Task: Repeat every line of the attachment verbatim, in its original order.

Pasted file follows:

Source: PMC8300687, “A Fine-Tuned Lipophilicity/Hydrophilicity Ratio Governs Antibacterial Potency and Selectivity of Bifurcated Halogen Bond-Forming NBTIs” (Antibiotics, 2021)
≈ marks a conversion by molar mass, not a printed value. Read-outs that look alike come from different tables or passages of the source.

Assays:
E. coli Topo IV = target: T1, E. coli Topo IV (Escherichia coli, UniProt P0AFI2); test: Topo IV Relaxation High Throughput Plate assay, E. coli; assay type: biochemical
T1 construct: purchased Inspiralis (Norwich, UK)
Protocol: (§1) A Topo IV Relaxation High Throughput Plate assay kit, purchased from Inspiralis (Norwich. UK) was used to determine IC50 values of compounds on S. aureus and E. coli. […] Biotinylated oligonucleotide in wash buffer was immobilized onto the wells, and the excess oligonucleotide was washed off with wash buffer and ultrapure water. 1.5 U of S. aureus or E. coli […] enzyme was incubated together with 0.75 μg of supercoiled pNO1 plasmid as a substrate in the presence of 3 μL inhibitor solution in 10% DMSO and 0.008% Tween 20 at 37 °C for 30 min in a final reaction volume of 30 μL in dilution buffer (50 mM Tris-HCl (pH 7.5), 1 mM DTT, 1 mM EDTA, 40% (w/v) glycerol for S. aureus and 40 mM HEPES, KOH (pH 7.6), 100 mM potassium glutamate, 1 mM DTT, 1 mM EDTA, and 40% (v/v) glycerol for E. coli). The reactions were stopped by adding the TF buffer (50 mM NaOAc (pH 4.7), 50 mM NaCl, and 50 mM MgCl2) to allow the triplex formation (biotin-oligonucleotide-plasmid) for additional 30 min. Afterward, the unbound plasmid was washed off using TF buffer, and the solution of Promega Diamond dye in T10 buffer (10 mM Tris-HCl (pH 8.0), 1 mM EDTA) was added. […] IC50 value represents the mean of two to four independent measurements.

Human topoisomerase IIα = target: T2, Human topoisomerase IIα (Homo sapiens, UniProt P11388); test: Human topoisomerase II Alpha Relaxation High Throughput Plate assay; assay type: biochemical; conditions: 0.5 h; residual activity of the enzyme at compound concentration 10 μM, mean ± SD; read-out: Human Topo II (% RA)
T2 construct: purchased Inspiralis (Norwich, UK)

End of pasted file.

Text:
Source: PMC8300687, “A Fine-Tuned Lipophilicity/Hydrophilicity Ratio Governs Antibacterial Potency and Selectivity of Bifurcated Halogen Bond-Forming NBTIs” (Antibiotics, 2021)
≈ marks a conversion by molar mass, not a printed value. Read-outs that look alike come from different tables or passages of the source.

Assays:
E. coli Topo IV = target: T1, E. coli Topo IV (Escherichia coli, UniProt P0AFI2); test: Topo IV Relaxation High Throughput Plate assay, E. coli; assay type: biochemical
T1 construct: purchased Inspiralis (Norwich, UK)
Protocol: (§1) A Topo IV Relaxation High Throughput Plate assay kit, purchased from Inspiralis (Norwich. UK) was used to determine IC50 values of compounds on S. aureus and E. coli. […] Biotinylated oligonucleotide in wash buffer was immobilized onto the wells, and the excess oligonucleotide was washed off with wash buffer and ultrapure water. 1.5 U of S. aureus or E. coli […] enzyme was incubated together with 0.75 μg of supercoiled pNO1 plasmid as a substrate in the presence of 3 μL inhibitor solution in 10% DMSO and 0.008% Tween 20 at 37 °C for 30 min in a final reaction volume of 30 μL in dilution buffer (50 mM Tris-HCl (pH 7.5), 1 mM DTT, 1 mM EDTA, 40% (w/v) glycerol for S. aureus and 40 mM HEPES, KOH (pH 7.6), 100 mM potassium glutamate, 1 mM DTT, 1 mM EDTA, and 40% (v/v) glycerol for E. coli). The reactions were stopped by adding the TF buffer (50 mM NaOAc (pH 4.7), 50 mM NaCl, and 50 mM MgCl2) to allow the triplex formation (biotin-oligonucleotide-plasmid) for additional 30 min. Afterward, the unbound plasmid was washed off using TF buffer, and the solution of Promega Diamond dye in T10 buffer (10 mM Tris-HCl (pH 8.0), 1 mM EDTA) was added. […] IC50 value represents the mean of two to four independent measurements.

Human topoisomerase IIα = target: T2, Human topoisomerase IIα (Homo sapiens, UniProt P11388); test: Human topoisomerase II Alpha Relaxation High Throughput Plate assay; assay type: biochemical; conditions: 0.5 h; residual activity of the enzyme at compound concentration 10 μM, mean ± SD; read-out: Human Topo II (% RA)
T2 construct: purchased Inspiralis (Norwich, UK)